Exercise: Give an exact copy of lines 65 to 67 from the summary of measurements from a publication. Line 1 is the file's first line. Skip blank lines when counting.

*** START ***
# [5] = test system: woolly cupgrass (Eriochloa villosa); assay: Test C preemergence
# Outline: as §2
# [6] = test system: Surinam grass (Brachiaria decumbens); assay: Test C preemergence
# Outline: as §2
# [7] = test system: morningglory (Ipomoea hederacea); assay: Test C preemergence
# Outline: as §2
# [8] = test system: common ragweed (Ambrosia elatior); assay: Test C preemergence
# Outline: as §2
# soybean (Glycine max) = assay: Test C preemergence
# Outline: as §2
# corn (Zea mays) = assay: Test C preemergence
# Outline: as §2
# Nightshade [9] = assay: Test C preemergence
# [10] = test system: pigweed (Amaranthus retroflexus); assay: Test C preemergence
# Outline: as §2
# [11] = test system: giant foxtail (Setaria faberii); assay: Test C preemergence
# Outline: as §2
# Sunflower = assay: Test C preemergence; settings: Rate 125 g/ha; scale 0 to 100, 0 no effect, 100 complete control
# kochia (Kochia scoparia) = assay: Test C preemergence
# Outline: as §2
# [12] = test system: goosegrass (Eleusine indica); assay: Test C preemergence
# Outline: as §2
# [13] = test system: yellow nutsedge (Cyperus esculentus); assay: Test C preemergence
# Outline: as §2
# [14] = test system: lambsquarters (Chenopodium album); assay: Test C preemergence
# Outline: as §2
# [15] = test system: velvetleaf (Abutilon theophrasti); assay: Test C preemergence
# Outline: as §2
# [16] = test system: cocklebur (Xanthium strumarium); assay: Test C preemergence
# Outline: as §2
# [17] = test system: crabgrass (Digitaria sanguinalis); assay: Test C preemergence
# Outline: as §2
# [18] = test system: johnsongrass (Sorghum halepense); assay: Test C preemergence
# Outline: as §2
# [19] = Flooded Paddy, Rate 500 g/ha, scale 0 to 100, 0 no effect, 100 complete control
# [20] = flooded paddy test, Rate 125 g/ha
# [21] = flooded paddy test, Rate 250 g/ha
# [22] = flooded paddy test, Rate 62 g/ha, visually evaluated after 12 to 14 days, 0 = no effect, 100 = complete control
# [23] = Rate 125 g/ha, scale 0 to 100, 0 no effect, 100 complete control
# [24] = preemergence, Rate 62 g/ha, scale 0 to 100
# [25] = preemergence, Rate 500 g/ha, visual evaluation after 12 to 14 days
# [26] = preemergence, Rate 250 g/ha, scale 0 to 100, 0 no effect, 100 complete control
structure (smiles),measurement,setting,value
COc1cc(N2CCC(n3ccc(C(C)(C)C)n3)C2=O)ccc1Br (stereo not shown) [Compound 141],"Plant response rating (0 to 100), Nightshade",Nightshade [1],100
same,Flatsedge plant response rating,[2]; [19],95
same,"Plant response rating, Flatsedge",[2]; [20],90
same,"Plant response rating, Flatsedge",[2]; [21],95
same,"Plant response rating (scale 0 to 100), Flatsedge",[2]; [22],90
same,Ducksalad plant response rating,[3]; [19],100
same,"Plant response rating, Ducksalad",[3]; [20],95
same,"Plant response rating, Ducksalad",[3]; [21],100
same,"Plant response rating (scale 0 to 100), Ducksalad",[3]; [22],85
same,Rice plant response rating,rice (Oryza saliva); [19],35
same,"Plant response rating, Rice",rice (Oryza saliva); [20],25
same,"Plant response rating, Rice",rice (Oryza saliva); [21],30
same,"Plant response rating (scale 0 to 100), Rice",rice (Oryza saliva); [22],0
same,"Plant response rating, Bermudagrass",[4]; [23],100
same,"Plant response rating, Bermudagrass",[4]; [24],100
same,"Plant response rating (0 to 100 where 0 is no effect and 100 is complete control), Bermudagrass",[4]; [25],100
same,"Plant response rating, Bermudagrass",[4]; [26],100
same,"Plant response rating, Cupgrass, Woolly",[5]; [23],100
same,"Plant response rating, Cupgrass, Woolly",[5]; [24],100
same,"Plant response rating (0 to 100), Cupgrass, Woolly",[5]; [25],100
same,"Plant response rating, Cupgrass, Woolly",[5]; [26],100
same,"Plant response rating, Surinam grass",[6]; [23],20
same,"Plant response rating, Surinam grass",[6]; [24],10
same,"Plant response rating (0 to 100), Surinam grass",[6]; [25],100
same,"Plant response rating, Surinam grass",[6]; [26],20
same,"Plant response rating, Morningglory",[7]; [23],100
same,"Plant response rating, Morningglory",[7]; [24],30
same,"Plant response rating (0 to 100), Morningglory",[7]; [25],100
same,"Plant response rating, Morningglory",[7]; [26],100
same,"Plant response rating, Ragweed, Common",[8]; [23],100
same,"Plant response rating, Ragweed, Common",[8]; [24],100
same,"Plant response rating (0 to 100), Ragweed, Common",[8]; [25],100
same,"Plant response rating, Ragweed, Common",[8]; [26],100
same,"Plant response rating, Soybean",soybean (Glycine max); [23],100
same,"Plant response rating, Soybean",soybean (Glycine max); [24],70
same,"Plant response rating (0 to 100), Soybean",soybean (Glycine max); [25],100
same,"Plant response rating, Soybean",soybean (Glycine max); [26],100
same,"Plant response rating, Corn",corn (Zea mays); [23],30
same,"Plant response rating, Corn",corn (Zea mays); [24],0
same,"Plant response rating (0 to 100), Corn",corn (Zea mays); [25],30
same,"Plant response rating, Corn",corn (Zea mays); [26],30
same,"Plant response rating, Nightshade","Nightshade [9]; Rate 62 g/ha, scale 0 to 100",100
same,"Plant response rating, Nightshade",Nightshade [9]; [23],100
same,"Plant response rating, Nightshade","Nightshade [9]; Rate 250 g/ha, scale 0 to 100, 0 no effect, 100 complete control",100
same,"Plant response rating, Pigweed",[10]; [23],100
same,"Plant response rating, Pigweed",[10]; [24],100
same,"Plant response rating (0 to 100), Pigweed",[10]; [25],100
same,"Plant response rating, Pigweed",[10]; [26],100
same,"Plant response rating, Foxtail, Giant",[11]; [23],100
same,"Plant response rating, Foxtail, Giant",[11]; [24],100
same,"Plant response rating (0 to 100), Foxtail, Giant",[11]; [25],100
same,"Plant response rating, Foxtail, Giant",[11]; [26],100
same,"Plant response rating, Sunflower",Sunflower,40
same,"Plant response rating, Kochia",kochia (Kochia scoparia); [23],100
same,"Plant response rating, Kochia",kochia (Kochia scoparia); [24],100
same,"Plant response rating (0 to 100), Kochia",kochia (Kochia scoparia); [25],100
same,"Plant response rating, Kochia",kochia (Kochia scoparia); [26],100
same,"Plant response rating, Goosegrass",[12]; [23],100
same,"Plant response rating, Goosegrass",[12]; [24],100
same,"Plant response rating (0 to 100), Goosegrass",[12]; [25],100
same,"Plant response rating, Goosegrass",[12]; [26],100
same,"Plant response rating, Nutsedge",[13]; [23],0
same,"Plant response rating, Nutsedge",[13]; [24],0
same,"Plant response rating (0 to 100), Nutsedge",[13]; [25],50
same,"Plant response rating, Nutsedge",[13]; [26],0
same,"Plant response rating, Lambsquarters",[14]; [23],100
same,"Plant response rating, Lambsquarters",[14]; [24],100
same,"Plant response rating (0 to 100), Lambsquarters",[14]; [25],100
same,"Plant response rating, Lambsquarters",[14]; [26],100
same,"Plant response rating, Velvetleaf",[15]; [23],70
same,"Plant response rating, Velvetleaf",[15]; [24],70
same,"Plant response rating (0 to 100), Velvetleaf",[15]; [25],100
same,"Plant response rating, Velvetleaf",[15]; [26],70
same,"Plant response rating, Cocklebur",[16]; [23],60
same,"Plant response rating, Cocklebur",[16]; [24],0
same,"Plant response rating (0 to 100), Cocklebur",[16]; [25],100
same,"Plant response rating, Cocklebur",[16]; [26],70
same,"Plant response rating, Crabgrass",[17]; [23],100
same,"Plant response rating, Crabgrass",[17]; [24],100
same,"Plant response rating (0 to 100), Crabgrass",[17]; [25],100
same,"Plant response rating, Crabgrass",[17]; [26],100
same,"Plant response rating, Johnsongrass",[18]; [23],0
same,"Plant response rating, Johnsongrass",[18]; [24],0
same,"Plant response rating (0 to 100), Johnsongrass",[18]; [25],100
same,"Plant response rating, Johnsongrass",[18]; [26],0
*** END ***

same,"Plant response rating, Surinam grass",[6]; [23],20
same,"Plant response rating, Surinam grass",[6]; [24],10
same,"Plant response rating (0 to 100), Surinam grass",[6]; [25],100